Frank Slaughter is more qualified than most to comment on the local press. Born in 1901, he has seen massive changes in the industry over the course of his life.
But one thing has remained the same throughout – Frank’s enthusiasm for the profession. Nottingham Evening Post reporter Caroline Foulkes caught up with him to celebrate local newspaper week.
Like most youngsters, Frank Slaughter had a dream job. A job he aspired to. A job he wanted to do.
Frank didn’t want to be a racing driver or a spaceman, because nobody dreamed of doing things like that back when Frank was at school.
He didn’t want to be a top businessman, or a teacher, or even run away to join the circus.
Frank wanted to be a journalist.
Hours spent editing the magazine of his Peterborough school made him even more determined.
Yet Frank’s first job was as a clerk in an office belonging to a distributive coal firm.
Sitting behind a desk, writing in ledgers and penning letters, his dream seemed to have been suffocated under a mound of paperwork.
Even the shorthand he was learning would only be used in his role as clerk… or so he thought.
But the man who ran the shorthand school was the director of a local newspaper.
One day he called into Frank’s office and invited him to come and work for him.
Relating the story to a packed newsroom at the Post’s old Forman Street offices in September, 1966, nearly 40 years after joining the paper and more than fifty years after entering the industry, Frank added with a laugh:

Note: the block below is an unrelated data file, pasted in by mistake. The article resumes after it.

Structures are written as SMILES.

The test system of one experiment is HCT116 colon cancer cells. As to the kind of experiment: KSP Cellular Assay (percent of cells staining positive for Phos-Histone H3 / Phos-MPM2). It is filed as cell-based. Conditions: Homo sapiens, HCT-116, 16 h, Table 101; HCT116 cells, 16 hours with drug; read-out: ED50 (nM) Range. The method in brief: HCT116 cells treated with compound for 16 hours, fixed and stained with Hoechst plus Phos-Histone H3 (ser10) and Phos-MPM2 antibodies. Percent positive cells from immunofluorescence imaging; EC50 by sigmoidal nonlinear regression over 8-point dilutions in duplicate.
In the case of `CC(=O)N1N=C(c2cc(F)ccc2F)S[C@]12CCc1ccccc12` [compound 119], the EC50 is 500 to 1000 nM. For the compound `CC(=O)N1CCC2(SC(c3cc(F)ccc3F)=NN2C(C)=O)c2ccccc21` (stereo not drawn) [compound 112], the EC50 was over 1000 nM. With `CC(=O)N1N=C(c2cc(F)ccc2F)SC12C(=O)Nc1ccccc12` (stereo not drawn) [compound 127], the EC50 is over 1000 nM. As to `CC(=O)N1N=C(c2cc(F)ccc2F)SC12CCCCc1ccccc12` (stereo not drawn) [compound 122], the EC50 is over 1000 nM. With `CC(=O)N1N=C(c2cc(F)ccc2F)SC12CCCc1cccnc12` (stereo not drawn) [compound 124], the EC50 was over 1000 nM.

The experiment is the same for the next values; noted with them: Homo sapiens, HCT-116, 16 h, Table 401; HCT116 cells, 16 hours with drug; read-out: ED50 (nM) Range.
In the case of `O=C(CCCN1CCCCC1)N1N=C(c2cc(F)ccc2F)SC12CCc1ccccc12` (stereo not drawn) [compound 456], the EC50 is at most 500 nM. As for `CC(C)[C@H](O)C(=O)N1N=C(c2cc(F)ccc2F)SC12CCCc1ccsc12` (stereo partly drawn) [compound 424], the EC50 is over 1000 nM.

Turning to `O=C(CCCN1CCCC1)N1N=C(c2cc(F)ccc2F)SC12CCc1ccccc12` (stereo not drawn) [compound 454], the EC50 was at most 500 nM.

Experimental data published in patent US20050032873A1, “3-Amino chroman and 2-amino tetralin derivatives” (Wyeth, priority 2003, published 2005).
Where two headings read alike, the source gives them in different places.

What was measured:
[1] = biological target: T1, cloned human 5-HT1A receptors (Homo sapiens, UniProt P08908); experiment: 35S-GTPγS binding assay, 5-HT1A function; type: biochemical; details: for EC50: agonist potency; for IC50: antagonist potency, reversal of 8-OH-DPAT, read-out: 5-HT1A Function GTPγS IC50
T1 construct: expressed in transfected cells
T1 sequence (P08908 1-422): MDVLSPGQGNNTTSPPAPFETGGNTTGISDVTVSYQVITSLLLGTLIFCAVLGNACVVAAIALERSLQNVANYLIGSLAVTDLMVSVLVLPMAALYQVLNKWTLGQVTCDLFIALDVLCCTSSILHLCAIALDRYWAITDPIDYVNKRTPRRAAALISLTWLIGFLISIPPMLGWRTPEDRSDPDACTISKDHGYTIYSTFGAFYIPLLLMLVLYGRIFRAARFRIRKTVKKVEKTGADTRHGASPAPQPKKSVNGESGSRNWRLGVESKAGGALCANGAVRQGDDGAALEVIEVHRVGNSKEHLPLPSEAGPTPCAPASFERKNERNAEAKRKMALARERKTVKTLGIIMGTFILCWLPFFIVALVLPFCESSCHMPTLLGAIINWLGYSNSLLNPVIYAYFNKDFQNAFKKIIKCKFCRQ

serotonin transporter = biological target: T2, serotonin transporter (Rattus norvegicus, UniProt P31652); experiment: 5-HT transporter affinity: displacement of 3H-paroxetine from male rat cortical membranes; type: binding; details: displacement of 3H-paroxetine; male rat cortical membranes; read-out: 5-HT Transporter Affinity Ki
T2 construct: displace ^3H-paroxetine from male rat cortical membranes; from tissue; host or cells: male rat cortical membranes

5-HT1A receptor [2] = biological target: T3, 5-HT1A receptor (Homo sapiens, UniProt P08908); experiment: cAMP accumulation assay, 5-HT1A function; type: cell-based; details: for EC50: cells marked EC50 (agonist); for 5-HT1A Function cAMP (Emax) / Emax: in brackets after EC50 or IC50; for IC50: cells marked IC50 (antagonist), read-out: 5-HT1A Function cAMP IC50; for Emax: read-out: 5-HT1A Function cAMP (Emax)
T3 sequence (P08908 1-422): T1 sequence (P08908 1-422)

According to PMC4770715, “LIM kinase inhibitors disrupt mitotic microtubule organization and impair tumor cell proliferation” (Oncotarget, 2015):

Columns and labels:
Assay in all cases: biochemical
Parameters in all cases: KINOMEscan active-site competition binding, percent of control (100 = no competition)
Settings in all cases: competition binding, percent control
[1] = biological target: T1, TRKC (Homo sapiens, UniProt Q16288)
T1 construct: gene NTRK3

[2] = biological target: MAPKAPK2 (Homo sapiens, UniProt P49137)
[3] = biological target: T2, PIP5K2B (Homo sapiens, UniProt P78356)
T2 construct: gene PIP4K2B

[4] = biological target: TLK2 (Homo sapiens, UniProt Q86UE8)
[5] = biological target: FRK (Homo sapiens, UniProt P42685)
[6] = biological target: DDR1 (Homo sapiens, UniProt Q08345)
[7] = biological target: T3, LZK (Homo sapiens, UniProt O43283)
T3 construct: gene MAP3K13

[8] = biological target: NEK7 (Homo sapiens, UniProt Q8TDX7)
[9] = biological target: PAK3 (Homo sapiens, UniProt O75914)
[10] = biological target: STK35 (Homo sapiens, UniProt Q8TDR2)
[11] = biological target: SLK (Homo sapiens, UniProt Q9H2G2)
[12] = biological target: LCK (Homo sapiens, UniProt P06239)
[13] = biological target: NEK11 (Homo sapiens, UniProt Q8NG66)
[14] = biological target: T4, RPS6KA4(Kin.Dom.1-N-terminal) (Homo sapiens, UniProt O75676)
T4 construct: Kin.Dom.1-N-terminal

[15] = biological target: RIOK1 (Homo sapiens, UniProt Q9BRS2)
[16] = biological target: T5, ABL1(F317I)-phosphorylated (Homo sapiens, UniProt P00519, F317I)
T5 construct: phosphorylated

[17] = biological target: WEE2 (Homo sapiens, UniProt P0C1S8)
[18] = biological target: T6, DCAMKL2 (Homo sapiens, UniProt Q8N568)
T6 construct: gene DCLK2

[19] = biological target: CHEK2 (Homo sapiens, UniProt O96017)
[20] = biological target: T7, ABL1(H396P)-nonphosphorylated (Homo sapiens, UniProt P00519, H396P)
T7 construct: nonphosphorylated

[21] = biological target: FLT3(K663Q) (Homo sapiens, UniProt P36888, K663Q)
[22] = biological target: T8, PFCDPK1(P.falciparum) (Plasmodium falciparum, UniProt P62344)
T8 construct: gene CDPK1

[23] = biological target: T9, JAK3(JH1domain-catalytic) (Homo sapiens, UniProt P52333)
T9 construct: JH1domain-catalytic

“And that is how I was led into slavery.”
This year Frank celebrates his 100th birthday.
And he’s still as enthusiastic about newspapers as ever.
“It was good, working in newspapers.
“I’m glad I became a journalist — what else could I do?”
Frank joined the Nottingham Guardian and Post in 1927 from the Wisbech Standard, where he was editor.
During his 39 years with the paper, Frank, who lived in Wollaton Vale, Wollaton, was agricultural correspondent, angling correspondent and bowls correspondent.
Before his retirement, he was deputy chief reporter.
Recalling the long hours he worked in Nottingham, he said he even had to ask permission from the chief reporter to make arrangements for his wedding to wife, Margery.
“We worked from 10.30am to 11pm every day, and if you missed the last bus home it meant a 35 or 40-minutes walk
“I often wonder how I found time to do any courting,” said Frank.
Despite the long hours, he enjoyed his working life.
“They were very strict in those days, though,” he said.
Before joining the Guardian and Post Frank worked at the Lincolnshire Free Press, where he underwent his initial training, and the Cambridgeshire Times, as well as at papers in Eastbourne, Herne Bay, Kettering, Boston, Leeds and King’s Lynn.
During his time in Nottingham, he also took an active interest in the community, becoming a member of the Nottingham Mechanics Institute for more than 50 years.
He was elected to the institute’s management committee in 1939 and was chairman twice, as well as being a trustee and vice-president.
He also founded the Mechanics Auxiliary, helping to raise thousands of pounds for the development of the institute.
Frank left Nottingham in 1988 and now lives in the Newspaper Press Fund Home at Sandy Cross in Dorking, Surrey, where he celebrated his birthday with a port.
He said he believed the secret of living to 100 was to “take life as it comes”.
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